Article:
High-resolution synchrotron-radiation photoemission studies of molecular O2 condensed on GaAs(110) at 20 K show that oxidation is a consequence of photon irradiation. Core-level results for 2 L O2 [1 langmuir (L)==10-6 Torr sec] demonstrate that the topmost layer of As atoms is initially involved in a sequential, two-step reaction to produce As1+- and As3+-like oxides. These reactions are mediated by secondary electron capture by O2 which then dissociates to form surface oxides. As5+-like bonding configurations are formed when additional O2 is condensed on the surface and exposed to photon irradiation. O2-GaAs interface reactions slow as transport through the thickening oxides is impeded, and photon-induced desorption of oxygen becomes significant. Studies of Fermi-level movement into the gap as a function of O2 exposure suggest that oxidation at 20 K produces acceptorlike states. Fermi-level evolution for n-type GaAs is strongly dependent on dopant concentration, O2 dose, and light exposure, indicating band flattening for lightly doped samples due to surface photovoltage effects. These effects are not significant for p-type GaAs at 20 K, consistent with the formation of acceptorlike states. Together, these results show a complex dependence of surface chemistry on photon irradiation, but remarkably little dependence of the surface Fermi-level position on the reactions.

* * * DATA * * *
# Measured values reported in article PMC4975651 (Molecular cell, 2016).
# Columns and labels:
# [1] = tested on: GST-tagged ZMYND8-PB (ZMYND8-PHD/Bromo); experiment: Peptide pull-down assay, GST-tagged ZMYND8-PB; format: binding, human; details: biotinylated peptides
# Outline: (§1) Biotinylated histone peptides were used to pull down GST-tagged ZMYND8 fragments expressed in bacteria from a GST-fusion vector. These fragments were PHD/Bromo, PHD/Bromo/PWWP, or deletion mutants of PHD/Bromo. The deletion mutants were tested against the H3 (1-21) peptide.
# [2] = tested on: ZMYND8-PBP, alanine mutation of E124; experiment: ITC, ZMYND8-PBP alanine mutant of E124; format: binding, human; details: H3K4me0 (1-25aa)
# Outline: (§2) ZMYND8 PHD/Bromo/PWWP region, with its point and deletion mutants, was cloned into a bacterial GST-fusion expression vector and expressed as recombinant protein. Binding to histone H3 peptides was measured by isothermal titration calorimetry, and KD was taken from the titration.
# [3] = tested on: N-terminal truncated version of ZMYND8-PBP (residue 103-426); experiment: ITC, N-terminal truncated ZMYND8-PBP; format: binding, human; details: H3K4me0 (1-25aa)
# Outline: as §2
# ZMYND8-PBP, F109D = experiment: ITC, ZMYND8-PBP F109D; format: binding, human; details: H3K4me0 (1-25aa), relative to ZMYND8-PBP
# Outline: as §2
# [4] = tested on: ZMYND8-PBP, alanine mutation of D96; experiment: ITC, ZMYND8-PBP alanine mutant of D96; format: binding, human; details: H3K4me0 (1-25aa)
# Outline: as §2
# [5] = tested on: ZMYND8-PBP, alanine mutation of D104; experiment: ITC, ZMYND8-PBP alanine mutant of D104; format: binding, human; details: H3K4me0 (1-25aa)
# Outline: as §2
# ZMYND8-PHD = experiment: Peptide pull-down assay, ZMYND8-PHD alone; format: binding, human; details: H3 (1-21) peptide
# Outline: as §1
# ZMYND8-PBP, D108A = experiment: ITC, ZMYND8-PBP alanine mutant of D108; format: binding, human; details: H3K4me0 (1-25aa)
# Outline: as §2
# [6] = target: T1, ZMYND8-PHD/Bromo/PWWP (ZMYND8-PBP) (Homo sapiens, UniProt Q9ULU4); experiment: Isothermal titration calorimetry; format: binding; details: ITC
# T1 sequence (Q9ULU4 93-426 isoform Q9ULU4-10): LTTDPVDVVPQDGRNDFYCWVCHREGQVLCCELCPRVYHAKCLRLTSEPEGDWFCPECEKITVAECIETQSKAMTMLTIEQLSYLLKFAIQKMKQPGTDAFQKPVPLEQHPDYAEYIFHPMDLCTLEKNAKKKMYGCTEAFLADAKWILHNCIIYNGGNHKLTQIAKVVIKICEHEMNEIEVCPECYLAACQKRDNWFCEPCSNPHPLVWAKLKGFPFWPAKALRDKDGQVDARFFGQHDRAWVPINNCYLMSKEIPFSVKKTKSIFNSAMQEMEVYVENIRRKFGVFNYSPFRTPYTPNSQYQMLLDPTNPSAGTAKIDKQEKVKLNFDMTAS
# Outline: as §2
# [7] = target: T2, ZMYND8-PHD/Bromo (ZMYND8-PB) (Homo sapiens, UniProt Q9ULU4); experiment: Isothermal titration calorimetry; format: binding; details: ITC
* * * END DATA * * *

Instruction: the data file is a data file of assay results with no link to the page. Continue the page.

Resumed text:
ASJC Scopus subject areas
- Condensed Matter Physics